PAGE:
A report recommends that if educators become aware that a student is undocumented, they should talk with the student about how to pursue legal status.
Members of the U.S. House of Representatives and Senate are expected to take steps to reconsider the DREAM Act this week.
Educators in Illinois are wrestling with what a strong bilingual education should look like in implementing the state's new mandate to provide bilingual education in preschool.
New York State has released guidance for how to implement "response to intervention" that includes considerations for using the educational approach with English-language learners.
The U.S. Congress has not yet given undocumented students across the country a break by passing the "DREAM Act," but the California Supreme Court has boosted opportunities for high school graduates without papers in that state by upholding a law enabling them to pay in-state tuition rates at state colleges and universities.
I won't be updating my blog while I'm on the road for a couple of days. Look for new posts next Wednesday, Nov. 17.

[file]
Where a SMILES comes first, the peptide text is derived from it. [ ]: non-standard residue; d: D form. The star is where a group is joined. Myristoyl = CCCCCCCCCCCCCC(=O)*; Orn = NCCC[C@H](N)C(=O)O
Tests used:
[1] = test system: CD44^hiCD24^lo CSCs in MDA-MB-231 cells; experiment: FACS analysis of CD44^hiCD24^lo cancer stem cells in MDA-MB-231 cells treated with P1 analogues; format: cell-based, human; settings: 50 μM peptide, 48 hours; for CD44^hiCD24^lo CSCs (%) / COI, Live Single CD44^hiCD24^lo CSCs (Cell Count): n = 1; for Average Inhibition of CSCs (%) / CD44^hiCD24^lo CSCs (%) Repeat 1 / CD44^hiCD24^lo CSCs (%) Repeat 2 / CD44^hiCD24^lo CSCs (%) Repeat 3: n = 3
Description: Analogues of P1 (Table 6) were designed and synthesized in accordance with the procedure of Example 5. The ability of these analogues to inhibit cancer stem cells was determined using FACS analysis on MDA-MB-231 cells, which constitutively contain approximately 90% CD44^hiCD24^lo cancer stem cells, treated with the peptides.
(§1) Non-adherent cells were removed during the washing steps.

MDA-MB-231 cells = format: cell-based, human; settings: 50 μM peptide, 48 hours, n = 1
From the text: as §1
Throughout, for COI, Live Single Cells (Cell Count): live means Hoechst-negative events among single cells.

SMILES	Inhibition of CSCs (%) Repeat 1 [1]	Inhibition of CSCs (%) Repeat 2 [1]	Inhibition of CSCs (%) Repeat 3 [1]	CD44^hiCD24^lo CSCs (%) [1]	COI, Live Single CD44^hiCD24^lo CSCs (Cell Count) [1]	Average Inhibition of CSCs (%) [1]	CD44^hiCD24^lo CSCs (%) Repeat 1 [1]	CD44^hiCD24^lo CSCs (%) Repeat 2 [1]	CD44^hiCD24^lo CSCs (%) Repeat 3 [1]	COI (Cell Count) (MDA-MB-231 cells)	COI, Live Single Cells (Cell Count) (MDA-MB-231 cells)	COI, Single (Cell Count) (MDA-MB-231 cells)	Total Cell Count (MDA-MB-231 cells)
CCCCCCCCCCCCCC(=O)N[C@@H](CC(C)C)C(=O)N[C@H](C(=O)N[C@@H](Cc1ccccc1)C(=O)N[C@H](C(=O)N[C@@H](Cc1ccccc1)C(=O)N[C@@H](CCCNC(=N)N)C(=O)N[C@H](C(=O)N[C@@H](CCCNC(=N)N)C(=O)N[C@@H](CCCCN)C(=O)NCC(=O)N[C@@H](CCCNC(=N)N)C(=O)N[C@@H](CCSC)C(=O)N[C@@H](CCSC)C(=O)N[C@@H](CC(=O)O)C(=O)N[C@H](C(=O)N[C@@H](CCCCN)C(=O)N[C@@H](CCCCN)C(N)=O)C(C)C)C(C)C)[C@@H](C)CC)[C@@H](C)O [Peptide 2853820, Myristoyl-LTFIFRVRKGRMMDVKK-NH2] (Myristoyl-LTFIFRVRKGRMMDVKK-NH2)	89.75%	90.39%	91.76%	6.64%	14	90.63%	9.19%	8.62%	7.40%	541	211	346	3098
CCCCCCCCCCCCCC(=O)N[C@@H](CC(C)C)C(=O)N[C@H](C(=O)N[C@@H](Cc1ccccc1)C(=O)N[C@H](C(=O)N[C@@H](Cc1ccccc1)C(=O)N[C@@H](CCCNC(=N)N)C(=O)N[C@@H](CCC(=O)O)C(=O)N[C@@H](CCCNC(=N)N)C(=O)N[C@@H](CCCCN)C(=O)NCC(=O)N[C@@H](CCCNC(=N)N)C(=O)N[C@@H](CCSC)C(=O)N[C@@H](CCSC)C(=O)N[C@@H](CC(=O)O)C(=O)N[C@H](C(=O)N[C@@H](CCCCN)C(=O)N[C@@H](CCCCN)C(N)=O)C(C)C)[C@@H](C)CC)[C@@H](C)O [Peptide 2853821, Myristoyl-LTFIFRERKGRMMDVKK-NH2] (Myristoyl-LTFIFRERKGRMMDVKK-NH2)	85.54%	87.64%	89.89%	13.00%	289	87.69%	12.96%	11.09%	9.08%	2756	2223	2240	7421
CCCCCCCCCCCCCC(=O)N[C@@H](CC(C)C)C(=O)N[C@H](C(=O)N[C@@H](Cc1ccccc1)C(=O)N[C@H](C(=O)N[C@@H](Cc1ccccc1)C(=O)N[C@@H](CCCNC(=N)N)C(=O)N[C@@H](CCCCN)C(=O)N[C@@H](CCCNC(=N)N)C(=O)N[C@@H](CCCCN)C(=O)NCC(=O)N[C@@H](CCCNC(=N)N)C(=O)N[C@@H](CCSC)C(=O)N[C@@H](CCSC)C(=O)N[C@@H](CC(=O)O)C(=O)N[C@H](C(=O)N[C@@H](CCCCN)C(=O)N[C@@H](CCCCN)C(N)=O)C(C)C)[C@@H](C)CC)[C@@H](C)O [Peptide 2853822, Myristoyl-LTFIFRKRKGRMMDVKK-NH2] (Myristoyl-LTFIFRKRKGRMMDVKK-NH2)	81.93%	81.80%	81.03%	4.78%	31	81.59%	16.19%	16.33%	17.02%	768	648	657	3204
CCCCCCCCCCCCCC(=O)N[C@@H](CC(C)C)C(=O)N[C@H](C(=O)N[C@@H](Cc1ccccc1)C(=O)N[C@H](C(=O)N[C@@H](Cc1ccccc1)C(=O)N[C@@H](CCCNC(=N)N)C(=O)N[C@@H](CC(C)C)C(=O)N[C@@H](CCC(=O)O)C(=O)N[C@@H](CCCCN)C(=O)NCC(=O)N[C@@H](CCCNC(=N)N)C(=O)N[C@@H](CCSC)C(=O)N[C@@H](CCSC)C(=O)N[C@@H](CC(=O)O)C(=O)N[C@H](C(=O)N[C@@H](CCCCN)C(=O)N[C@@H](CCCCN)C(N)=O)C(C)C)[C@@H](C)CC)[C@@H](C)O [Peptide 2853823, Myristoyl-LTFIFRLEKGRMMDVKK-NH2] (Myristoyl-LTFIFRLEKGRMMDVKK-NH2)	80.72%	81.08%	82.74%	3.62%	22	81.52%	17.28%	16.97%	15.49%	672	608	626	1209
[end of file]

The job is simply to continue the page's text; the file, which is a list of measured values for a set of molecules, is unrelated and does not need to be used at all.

Rosalinda B. Barrera, the new director for the Education Department's office of English-language acquisition, oversees about $56 million of the $800 million funds for Title III, the section of the No Child Left Behind Act authorizing funds for English-language acquisition programs.
Educators at Lanier High School in Austin, Texas, credit a professional-development program developed by WestEd as helping teachers to narrow the gap between English-language learners and other students.
My colleague Alyson Klein reports a rumor over at Politics K-12 that Melendez, the assistant secretary for elementary and secondary education is on the short list for the superintendency in Los Angeles.
Mitchell D. Chester, the commissioner of elementary and secondary education for Massachusetts, has sent a memo to superintendents of school districts in his state asking them to focus on closing the achievement gap between English-language learners and non-ELLs.